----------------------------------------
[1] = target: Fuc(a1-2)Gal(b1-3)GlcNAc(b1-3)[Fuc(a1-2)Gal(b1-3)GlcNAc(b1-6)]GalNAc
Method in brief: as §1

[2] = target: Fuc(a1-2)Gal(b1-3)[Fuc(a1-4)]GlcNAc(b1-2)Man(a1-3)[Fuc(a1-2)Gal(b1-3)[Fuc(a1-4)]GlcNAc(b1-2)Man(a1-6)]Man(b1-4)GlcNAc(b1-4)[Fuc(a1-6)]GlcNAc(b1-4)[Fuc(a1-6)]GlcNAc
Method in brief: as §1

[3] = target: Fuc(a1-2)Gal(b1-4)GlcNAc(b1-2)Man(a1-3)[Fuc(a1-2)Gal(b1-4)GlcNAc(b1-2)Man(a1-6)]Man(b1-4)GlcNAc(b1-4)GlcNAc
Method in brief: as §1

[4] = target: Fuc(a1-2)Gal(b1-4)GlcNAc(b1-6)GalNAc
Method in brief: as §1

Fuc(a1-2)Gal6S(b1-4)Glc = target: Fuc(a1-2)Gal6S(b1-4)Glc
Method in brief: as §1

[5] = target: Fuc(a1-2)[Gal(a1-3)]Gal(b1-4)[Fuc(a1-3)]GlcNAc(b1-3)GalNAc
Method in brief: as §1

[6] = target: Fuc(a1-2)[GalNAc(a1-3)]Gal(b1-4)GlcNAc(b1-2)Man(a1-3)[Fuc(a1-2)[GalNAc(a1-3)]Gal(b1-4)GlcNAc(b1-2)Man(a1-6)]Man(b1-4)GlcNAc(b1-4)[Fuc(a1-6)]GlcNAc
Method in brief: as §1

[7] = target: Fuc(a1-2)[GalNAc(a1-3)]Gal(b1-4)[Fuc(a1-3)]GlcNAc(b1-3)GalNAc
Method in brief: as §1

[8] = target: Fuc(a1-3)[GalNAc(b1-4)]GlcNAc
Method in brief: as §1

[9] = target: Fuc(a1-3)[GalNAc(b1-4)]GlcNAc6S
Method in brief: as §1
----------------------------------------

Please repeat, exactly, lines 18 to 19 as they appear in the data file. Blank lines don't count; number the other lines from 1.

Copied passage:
Method in brief: as §1

[9] = target: Fuc(a1-3)[GalNAc(b1-4)]GlcNAc6S